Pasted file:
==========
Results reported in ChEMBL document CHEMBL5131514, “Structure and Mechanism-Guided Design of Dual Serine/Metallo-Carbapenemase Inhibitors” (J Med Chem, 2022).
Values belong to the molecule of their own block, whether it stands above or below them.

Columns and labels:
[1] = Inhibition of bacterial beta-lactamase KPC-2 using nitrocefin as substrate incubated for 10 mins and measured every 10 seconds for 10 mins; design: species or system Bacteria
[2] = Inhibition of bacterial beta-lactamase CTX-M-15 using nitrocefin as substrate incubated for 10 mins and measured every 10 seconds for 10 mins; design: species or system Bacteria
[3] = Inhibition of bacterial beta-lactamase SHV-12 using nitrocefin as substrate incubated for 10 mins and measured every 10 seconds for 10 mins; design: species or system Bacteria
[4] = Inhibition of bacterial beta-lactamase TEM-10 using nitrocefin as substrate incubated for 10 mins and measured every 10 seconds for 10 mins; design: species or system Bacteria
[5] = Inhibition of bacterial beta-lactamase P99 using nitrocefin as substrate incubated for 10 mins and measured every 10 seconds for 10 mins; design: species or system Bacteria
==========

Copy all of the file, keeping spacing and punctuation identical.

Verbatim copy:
Results reported in ChEMBL document CHEMBL5131514, “Structure and Mechanism-Guided Design of Dual Serine/Metallo-Carbapenemase Inhibitors” (J Med Chem, 2022).
Values belong to the molecule of their own block, whether it stands above or below them.

Columns and labels:
[1] = Inhibition of bacterial beta-lactamase KPC-2 using nitrocefin as substrate incubated for 10 mins and measured every 10 seconds for 10 mins; design: species or system Bacteria
[2] = Inhibition of bacterial beta-lactamase CTX-M-15 using nitrocefin as substrate incubated for 10 mins and measured every 10 seconds for 10 mins; design: species or system Bacteria
[3] = Inhibition of bacterial beta-lactamase SHV-12 using nitrocefin as substrate incubated for 10 mins and measured every 10 seconds for 10 mins; design: species or system Bacteria
[4] = Inhibition of bacterial beta-lactamase TEM-10 using nitrocefin as substrate incubated for 10 mins and measured every 10 seconds for 10 mins; design: species or system Bacteria
[5] = Inhibition of bacterial beta-lactamase P99 using nitrocefin as substrate incubated for 10 mins and measured every 10 seconds for 10 mins; design: species or system Bacteria